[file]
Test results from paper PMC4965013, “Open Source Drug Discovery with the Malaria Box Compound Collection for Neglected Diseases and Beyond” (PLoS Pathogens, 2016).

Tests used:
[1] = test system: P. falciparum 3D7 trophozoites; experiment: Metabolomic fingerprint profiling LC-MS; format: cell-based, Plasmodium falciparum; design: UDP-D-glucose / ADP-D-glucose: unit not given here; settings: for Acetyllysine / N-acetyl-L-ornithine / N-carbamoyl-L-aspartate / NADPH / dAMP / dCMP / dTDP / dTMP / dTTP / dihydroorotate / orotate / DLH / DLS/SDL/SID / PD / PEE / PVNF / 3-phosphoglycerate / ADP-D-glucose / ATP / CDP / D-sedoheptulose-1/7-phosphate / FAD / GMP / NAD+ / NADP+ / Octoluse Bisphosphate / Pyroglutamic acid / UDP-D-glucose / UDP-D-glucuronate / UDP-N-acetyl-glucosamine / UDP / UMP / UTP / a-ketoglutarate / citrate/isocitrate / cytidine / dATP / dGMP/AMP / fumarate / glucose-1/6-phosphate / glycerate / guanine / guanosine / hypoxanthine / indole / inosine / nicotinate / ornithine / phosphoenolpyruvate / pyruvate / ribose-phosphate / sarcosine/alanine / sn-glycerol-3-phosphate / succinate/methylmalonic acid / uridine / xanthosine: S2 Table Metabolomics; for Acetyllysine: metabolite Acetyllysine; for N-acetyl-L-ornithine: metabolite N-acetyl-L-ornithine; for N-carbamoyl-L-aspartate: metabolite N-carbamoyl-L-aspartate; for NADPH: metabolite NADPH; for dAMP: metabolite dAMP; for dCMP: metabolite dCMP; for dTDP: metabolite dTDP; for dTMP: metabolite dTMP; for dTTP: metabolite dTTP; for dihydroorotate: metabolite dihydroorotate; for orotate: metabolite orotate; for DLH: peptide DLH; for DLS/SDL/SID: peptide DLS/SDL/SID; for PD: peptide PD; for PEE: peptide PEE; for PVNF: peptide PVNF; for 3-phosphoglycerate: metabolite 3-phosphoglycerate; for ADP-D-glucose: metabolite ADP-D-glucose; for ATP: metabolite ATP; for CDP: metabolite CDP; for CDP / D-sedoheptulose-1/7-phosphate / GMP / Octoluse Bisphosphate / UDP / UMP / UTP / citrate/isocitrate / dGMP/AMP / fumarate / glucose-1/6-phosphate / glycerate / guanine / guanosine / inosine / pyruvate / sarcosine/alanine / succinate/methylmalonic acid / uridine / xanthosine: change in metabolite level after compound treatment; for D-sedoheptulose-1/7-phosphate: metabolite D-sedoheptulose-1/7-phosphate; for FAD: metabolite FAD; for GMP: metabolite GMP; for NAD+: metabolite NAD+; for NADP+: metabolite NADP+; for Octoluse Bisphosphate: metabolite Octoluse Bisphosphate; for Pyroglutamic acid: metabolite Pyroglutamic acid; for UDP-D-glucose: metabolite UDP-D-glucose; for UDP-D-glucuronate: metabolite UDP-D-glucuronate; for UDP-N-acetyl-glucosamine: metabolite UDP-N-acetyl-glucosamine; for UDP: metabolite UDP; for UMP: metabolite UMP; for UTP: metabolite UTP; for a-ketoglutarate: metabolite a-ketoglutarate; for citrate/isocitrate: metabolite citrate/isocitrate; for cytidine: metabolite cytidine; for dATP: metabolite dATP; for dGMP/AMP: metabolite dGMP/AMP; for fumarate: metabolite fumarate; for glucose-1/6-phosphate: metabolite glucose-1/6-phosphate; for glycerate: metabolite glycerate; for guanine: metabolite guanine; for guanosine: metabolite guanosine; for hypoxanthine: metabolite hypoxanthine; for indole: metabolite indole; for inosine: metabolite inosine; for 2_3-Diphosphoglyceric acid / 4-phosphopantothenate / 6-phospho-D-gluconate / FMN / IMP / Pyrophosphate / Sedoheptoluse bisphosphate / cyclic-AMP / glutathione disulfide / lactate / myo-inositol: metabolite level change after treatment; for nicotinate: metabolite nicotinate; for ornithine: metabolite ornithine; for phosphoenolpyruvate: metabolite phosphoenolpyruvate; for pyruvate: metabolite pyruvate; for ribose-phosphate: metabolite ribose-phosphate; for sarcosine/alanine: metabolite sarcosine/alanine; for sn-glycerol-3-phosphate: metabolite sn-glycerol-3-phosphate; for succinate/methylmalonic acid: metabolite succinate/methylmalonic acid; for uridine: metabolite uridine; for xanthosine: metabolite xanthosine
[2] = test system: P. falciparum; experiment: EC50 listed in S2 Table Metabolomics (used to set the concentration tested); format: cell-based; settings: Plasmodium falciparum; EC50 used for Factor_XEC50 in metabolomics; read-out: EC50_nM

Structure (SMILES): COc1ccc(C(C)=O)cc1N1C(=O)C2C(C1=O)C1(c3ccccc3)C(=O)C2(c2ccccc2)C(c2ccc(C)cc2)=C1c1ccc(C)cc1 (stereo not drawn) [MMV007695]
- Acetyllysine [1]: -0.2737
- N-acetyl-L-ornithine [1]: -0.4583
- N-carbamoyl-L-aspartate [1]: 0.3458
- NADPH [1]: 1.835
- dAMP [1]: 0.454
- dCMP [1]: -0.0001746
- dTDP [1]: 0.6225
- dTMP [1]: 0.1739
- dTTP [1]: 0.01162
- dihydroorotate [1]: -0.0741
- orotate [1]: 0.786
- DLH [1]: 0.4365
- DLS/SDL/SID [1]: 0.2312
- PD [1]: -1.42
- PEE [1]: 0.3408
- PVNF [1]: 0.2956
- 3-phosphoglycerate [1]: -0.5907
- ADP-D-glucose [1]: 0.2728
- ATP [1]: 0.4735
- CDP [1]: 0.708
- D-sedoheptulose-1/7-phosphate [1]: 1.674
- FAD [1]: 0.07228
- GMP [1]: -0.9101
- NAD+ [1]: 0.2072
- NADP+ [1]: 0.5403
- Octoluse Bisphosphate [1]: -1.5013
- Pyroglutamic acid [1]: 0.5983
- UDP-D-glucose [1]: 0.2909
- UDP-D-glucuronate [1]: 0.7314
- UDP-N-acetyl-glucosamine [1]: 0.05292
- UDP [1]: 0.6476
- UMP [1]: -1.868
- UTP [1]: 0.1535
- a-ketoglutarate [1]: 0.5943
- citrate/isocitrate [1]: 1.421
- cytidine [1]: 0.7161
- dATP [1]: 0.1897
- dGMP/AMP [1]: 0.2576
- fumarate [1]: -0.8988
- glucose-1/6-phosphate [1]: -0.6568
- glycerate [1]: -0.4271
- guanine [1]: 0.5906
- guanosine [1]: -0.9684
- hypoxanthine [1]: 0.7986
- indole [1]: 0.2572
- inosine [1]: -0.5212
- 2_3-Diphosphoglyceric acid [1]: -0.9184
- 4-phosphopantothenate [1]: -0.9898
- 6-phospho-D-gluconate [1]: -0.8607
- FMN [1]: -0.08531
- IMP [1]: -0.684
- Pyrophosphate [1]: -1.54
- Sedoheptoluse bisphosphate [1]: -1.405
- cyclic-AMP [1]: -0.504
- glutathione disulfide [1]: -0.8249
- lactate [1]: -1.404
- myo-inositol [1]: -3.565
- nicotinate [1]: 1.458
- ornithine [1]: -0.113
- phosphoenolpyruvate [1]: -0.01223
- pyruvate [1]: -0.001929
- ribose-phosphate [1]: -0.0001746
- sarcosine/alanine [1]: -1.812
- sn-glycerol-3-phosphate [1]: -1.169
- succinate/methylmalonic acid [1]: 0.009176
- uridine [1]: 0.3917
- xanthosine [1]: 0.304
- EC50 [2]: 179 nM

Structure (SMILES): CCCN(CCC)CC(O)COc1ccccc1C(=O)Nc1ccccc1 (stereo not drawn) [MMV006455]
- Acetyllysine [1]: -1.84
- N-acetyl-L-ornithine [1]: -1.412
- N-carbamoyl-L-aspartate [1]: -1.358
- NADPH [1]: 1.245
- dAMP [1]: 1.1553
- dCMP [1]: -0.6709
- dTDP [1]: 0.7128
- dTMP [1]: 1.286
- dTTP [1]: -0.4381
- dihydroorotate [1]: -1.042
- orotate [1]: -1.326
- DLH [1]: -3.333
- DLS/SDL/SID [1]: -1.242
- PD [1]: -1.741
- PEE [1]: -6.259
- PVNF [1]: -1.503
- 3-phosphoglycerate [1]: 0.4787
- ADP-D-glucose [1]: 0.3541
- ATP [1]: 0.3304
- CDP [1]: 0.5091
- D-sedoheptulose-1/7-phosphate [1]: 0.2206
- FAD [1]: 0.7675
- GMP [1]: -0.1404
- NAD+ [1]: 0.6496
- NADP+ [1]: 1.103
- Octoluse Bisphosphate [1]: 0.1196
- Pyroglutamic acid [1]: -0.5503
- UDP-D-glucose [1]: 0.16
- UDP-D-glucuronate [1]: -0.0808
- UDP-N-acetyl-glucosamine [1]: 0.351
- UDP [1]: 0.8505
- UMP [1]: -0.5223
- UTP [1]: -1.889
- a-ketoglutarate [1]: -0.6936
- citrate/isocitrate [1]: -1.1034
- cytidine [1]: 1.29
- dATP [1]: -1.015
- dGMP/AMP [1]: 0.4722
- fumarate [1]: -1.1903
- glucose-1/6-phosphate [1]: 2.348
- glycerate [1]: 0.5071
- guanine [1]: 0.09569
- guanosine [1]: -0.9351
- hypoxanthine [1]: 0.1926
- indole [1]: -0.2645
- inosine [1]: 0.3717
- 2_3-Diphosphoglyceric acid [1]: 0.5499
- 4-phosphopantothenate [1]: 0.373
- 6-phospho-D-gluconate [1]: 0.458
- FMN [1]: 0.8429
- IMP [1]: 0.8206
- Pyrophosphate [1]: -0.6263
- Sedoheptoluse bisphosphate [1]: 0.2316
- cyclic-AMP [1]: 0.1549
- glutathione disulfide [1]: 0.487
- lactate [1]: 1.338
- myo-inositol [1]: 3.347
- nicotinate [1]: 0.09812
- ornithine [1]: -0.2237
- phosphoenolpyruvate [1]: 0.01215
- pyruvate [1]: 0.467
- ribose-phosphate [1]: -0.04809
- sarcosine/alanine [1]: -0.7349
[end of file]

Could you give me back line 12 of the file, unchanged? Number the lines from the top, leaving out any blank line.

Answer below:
- dTDP [1]: 0.6225